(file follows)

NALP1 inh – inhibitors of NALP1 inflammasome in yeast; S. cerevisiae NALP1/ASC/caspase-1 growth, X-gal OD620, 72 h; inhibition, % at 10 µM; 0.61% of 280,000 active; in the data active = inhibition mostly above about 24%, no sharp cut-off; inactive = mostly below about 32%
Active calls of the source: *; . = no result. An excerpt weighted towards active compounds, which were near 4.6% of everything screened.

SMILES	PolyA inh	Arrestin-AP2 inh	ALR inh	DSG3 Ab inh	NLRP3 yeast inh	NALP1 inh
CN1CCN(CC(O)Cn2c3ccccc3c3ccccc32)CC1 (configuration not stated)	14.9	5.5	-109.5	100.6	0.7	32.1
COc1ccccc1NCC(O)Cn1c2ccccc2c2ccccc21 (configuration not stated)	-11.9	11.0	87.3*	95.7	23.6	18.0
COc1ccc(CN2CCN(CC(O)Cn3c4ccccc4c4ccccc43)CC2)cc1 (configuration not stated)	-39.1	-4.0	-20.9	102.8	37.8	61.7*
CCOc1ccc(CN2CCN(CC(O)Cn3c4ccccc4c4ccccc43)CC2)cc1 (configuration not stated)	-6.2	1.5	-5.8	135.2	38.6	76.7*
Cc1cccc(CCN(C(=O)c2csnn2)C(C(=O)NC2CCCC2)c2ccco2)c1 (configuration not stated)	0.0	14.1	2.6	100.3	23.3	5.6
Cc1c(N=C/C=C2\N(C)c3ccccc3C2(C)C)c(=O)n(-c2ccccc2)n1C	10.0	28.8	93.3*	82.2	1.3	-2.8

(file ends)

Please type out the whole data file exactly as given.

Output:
NALP1 inh – inhibitors of NALP1 inflammasome in yeast; S. cerevisiae NALP1/ASC/caspase-1 growth, X-gal OD620, 72 h; inhibition, % at 10 µM; 0.61% of 280,000 active; in the data active = inhibition mostly above about 24%, no sharp cut-off; inactive = mostly below about 32%
Active calls of the source: *; . = no result. An excerpt weighted towards active compounds, which were near 4.6% of everything screened.

SMILES	PolyA inh	Arrestin-AP2 inh	ALR inh	DSG3 Ab inh	NLRP3 yeast inh	NALP1 inh
CN1CCN(CC(O)Cn2c3ccccc3c3ccccc32)CC1 (configuration not stated)	14.9	5.5	-109.5	100.6	0.7	32.1
COc1ccccc1NCC(O)Cn1c2ccccc2c2ccccc21 (configuration not stated)	-11.9	11.0	87.3*	95.7	23.6	18.0
COc1ccc(CN2CCN(CC(O)Cn3c4ccccc4c4ccccc43)CC2)cc1 (configuration not stated)	-39.1	-4.0	-20.9	102.8	37.8	61.7*
CCOc1ccc(CN2CCN(CC(O)Cn3c4ccccc4c4ccccc43)CC2)cc1 (configuration not stated)	-6.2	1.5	-5.8	135.2	38.6	76.7*
Cc1cccc(CCN(C(=O)c2csnn2)C(C(=O)NC2CCCC2)c2ccco2)c1 (configuration not stated)	0.0	14.1	2.6	100.3	23.3	5.6
Cc1c(N=C/C=C2\N(C)c3ccccc3C2(C)C)c(=O)n(-c2ccccc2)n1C	10.0	28.8	93.3*	82.2	1.3	-2.8